Cost per quality-adjusted life year (QALY) has murky origins and is empirical by nature. The fundamental issue is that QALY is not aimed at valuing health improvements but rather valuing health states. In the present era of breakthrough innovations and personalized medicine, the cost per QALY approach is outdated and far too imprecise.
Cost per QALY remains a golden standard for some health technology assessment agencies to determine the value for money of innovations. The method is associated with well-acknowledged shortcomings. Criticism to cost per QALY is steadily growing and echoed by experts and international organizations.
Cost-effectiveness analyses are expected to be expressed as costs per relevant clinical outcome and integrate fairly all relevant attributes. Cost per QALY assessment for health decision-making played its role in the last decades but should be abandoned in light of the current knowledge and nature of new medical technologies.
cost-effectiveness, health decision-making, quality-adjusted life year, QALY
Pharmaco-economic modelling is assumed to be based on the fundamentals of probability inequalities introduced in 1962 by Hoeffding . In 1997, Weinstein et al.  proposed the incremental cost-effectiveness ratio (ICER) per a quality-adjusted life year (QALY) in health care. Since it was first introduced, cost per QALY has been referred to in tens of thousands of publications, but only in a few concerns regarding QALYs have been previously described, yet not fully rejected . Meanwhile, medicine moved from incremental innovations to breakthrough therapies, and amid these transformations, the controversy around cost per QALY’s background merits examination.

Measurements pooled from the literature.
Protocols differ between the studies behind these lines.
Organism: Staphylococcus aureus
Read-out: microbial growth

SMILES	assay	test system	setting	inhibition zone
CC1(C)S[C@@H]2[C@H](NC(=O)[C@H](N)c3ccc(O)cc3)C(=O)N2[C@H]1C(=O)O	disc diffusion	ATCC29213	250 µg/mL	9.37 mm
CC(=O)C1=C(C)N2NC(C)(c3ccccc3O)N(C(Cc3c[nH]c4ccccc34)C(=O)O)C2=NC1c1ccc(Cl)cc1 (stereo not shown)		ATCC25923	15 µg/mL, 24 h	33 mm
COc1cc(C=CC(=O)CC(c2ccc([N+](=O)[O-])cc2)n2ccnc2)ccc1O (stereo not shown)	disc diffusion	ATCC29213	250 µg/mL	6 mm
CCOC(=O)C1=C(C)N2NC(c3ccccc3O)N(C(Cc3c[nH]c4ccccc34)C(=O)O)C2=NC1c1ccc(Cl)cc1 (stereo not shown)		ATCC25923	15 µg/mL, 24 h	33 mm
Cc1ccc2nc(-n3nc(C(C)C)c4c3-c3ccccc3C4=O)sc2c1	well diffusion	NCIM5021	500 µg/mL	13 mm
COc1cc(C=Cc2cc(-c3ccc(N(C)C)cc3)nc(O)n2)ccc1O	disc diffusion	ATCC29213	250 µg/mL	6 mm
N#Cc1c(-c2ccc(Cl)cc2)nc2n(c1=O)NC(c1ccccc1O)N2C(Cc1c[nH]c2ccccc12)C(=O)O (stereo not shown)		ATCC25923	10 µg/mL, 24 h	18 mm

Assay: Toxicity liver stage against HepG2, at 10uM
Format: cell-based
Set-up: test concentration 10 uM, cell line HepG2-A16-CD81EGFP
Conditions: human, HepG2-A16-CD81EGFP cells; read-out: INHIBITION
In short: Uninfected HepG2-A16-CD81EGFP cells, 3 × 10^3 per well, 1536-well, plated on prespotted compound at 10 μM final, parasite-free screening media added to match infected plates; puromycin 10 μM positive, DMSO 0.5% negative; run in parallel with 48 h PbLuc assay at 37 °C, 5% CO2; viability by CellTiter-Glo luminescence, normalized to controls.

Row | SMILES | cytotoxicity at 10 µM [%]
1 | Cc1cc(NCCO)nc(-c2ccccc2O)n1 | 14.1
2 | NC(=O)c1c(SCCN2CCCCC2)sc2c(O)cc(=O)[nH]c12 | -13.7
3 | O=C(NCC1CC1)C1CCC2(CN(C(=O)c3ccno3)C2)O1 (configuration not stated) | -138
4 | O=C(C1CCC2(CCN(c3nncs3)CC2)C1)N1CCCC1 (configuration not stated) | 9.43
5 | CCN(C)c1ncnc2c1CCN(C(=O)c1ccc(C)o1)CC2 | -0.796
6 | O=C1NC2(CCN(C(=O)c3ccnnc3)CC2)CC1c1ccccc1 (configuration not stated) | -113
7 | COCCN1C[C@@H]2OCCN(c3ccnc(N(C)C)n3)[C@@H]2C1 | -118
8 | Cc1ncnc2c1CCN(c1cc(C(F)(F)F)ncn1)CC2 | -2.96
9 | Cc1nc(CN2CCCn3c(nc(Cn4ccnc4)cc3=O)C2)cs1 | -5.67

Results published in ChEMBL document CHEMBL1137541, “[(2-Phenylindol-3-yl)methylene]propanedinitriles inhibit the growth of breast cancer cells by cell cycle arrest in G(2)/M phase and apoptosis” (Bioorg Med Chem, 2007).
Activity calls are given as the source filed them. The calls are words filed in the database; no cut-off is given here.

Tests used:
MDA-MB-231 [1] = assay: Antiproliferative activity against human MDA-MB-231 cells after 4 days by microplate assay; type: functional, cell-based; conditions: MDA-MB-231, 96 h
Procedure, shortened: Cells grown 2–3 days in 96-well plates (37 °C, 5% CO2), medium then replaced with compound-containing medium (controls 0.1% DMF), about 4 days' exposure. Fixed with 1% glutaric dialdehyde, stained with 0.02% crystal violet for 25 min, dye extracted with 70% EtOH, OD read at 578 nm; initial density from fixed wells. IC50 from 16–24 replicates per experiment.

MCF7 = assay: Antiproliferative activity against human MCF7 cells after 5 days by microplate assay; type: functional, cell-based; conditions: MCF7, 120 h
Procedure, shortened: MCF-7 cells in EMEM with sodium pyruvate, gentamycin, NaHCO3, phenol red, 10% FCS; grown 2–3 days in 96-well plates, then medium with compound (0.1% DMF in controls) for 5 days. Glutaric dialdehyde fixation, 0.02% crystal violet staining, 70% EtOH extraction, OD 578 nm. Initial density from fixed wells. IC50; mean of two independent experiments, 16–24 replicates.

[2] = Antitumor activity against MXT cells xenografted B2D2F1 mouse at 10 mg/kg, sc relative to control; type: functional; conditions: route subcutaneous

The origins of this method are perceived as “murky” . Health care professionals warned that the use of QALYs may lead to “absurd” anomalies . Nonetheless, cost per QALY remains a golden standard for some health technology assessment agencies to determine the value for money of innovations.
A fundamental problem in the use of cost per QALYs is its empirical nature. QALY is not aimed at valuing health improvements but rather at valuing health states. The current framework of economic evaluation only considers health-related preference-based outcome measures; as such, the concept of utility as measured by QALYs is much narrower compared with that in economic theory, in which welfare refers to all services that provide individuals with utility. As Harris wrote as early as in 1991, “It is lives that are valuable and not life-years” . This point remains and always will be valid. In the conventional concept of QALYs, a health state that is more desirable is more valuable. A critical question is, desirable to whom ? Certainly, often not to patients.